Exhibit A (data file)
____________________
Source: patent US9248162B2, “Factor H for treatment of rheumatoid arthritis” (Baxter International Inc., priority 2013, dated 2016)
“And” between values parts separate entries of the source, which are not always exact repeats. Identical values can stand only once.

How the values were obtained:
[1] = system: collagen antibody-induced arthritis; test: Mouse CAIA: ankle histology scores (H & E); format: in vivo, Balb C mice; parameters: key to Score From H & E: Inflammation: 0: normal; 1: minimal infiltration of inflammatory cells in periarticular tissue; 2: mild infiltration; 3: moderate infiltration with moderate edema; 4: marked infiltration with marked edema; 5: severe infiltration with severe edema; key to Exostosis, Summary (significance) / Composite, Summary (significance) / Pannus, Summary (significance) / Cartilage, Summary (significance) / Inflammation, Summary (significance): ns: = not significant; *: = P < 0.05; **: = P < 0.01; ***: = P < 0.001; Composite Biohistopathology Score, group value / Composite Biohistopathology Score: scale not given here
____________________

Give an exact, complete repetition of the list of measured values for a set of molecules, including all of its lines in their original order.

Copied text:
Source: patent US9248162B2, “Factor H for treatment of rheumatoid arthritis” (Baxter International Inc., priority 2013, dated 2016)
“And” between values parts separate entries of the source, which are not always exact repeats. Identical values can stand only once.

How the values were obtained:
[1] = system: collagen antibody-induced arthritis; test: Mouse CAIA: ankle histology scores (H & E); format: in vivo, Balb C mice; parameters: key to Score From H & E: Inflammation: 0: normal; 1: minimal infiltration of inflammatory cells in periarticular tissue; 2: mild infiltration; 3: moderate infiltration with moderate edema; 4: marked infiltration with marked edema; 5: severe infiltration with severe edema; key to Exostosis, Summary (significance) / Composite, Summary (significance) / Pannus, Summary (significance) / Cartilage, Summary (significance) / Inflammation, Summary (significance): ns: = not significant; *: = P < 0.05; **: = P < 0.01; ***: = P < 0.001; Composite Biohistopathology Score, group value / Composite Biohistopathology Score: scale not given here